The Best (just about) Of Mozambique – In a Nissan Pathfinder.
"You have come to the factory..."
I was recently at a presentation given by a pair of South African Microlight aircraft pilots who described how while they were flying up the west coast of South America they landed to refuel at a small town in Columbia, a country notorious as a producer of illicit drugs. A policeman approached them and, after making a half-hearted search of their baggage, asked whether they wanted to buy cocaine. While they were desperately trying to explain that they had no interest in anything illegal, but were actually on their way to Cape Town via North America, Greenland, Europe and Africa, the officer added with a knowing smile: 'because you have come to the factory'.
Even after thirteen fascinating years of traveling in and writing about Mozambique, after each venture through that coconut curtain I still get back to the stressful, smoky, sunny city of Johannesburg wondering how to do justice to a country that I have watched (and helped, I hope) go from "todos estragada" (everything destroyed) in 1992 to 'muito movamento" (a heck of a lot happening) in 2005. As this June/July 2005 trip had the objective of discovering the (so-called) "Best" of most of what Mozambique currently offers for the visitor, I think that with each new day this 'factory' analogy became increasingly apt as we pointed our Nissan Pathfinder towards the next elusive "source or origin" (i.e. the factory) of whatever 'the best' in the particular category may turn out to be. Hence perhaps: You want the best? 'You have come to the factory!'
Compared to South Africa, Mozambique has never been an easy place to visit or to do business in, but recently the Maputo government took everyone by surprise by finally dropping the visa requirement for South African passport holders. Anyone who has endured the indignity and irritation of the visa queues either at a chaotic consulate or at a hot, stinking border post, will agree that it suddenly became far more pleasant and easy to get into Mozambique. As we headed for the Farazela/Ponta do Ouro border post from Johannesburg via Ermelo, Jozini and Kwa-Ngwanase (Manguzi), I was debating with my companions (Dave Pierson and my 8-year-old son Daniel) as to whether the expected flood of eager South Africans would benefit Mozambique or prove to be a deluge of bad money and even worse manners that would sweep away the friendly smiles and charming Portuguese/African/Arabian mix of culture, food and lifestyle.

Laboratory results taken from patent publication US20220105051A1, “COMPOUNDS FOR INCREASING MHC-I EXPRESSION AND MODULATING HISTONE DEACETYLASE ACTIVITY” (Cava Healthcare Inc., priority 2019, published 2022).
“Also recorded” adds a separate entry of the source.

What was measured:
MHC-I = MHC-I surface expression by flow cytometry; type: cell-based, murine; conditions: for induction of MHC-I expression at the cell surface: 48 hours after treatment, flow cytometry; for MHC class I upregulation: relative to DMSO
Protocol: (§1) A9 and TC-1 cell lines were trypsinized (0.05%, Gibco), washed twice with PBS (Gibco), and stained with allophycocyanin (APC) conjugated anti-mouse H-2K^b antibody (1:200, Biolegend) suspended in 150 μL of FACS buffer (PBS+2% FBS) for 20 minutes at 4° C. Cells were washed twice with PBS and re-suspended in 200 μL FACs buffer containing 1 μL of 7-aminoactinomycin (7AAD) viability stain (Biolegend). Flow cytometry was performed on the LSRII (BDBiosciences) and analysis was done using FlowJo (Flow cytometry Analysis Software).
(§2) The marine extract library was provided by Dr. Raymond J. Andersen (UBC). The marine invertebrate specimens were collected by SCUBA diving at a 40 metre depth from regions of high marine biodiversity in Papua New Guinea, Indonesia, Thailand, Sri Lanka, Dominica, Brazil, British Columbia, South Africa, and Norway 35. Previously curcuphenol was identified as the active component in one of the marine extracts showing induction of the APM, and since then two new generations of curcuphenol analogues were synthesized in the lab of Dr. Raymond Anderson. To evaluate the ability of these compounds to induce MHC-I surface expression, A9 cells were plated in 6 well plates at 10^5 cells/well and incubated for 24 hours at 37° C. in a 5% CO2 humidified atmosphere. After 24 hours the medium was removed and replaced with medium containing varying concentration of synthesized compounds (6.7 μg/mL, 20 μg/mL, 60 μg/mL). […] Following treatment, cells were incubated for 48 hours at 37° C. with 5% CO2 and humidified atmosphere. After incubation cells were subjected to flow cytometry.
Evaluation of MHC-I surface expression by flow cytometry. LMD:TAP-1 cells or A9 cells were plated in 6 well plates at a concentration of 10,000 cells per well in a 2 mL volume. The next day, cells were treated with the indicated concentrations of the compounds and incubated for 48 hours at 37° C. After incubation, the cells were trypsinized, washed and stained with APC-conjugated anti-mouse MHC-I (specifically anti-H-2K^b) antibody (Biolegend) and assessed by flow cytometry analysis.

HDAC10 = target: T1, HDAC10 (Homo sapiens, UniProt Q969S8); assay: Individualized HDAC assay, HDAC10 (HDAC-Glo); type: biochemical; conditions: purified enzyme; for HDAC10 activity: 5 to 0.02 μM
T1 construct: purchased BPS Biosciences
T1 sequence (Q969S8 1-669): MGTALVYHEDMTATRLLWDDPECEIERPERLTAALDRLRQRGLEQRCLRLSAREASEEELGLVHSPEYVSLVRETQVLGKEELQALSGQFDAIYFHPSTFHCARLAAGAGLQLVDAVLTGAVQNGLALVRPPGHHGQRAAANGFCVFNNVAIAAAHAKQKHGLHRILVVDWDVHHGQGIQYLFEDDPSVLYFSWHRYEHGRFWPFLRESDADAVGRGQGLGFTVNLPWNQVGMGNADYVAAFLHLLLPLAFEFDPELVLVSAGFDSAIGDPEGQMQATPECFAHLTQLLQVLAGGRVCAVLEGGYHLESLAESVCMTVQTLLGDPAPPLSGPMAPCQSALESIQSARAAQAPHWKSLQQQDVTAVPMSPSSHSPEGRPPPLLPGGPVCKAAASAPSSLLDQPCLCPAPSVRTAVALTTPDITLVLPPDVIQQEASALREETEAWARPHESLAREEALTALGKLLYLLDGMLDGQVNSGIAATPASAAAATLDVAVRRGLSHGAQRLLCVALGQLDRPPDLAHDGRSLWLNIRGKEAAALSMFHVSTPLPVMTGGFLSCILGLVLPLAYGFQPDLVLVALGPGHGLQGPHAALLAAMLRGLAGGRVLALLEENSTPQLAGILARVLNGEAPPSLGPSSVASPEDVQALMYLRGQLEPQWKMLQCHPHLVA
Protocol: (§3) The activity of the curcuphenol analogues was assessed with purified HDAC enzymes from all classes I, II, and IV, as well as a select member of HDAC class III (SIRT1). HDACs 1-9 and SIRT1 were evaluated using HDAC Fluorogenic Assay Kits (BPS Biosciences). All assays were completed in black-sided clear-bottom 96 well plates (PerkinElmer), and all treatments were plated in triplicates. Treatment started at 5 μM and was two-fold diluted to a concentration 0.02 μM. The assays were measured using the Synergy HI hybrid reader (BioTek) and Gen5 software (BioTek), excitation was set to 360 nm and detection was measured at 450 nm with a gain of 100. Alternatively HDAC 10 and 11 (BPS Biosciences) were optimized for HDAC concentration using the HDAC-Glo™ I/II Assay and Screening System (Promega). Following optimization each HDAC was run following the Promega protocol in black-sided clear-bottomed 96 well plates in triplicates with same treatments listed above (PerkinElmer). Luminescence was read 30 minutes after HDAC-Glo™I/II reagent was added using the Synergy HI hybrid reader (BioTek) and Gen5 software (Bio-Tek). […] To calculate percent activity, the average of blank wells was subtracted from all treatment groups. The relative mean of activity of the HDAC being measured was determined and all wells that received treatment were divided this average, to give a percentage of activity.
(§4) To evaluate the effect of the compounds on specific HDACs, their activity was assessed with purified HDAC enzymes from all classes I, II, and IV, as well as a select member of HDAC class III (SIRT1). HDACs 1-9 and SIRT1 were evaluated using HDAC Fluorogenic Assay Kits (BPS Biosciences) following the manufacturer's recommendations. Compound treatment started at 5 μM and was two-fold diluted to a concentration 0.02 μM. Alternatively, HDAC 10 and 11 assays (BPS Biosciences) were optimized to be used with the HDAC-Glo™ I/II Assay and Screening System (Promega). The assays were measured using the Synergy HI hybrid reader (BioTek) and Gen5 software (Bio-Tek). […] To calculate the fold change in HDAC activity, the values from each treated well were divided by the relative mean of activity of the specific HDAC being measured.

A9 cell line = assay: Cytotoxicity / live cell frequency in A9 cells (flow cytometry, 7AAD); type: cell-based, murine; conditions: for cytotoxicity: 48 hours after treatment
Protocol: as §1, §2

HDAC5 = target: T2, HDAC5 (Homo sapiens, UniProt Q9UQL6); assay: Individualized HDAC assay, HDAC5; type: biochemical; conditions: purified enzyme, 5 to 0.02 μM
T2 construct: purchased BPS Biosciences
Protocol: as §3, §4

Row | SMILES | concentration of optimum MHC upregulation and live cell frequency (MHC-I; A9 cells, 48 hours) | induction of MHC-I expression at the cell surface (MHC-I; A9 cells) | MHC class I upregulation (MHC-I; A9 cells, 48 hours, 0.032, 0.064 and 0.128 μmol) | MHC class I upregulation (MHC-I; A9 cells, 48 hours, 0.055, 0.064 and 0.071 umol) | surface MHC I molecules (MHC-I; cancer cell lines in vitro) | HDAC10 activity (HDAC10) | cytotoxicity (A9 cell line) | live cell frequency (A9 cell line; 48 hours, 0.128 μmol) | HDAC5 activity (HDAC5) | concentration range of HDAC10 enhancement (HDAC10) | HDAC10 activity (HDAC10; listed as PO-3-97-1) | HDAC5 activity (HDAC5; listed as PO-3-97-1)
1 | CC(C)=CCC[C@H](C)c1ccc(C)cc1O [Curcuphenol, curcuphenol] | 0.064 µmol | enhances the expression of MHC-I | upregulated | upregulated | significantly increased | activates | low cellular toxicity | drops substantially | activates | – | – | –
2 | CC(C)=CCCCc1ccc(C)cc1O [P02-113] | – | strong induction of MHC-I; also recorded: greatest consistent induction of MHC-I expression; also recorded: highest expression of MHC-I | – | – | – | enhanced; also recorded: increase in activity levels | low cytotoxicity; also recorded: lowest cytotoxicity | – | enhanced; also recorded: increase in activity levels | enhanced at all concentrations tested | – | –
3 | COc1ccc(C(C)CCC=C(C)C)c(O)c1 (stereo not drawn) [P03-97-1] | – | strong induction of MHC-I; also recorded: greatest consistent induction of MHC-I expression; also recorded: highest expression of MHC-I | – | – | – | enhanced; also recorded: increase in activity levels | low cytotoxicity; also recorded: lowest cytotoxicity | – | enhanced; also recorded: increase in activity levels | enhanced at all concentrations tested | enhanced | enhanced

My sense that finally Mozambique's 'time has come' must have been shared by someone influential at Nissan South Africa, as despite my description of our route including some serious 'goat paths' and almost every type of terrain remotely navigable in a 4x4 over a distance of nearly 5000km through South Africa, Mozambique and Zimbabwe in just over two hectic weeks, they agreed to let us put a brand-new sleek-green Pathfinder 2.5 dCi 6MT (yes, that means 6-speed manual gearbox!) 4x4 through its paces with no questions asked. While this is not a story about the Pathfinder, and I will try not to bore you too much with its performance, I challenge anyone to retrace our tread-marks with the same time-constraints and wet weather in any other vehicle without becoming severely unstuck (or stuck) as the case may be.
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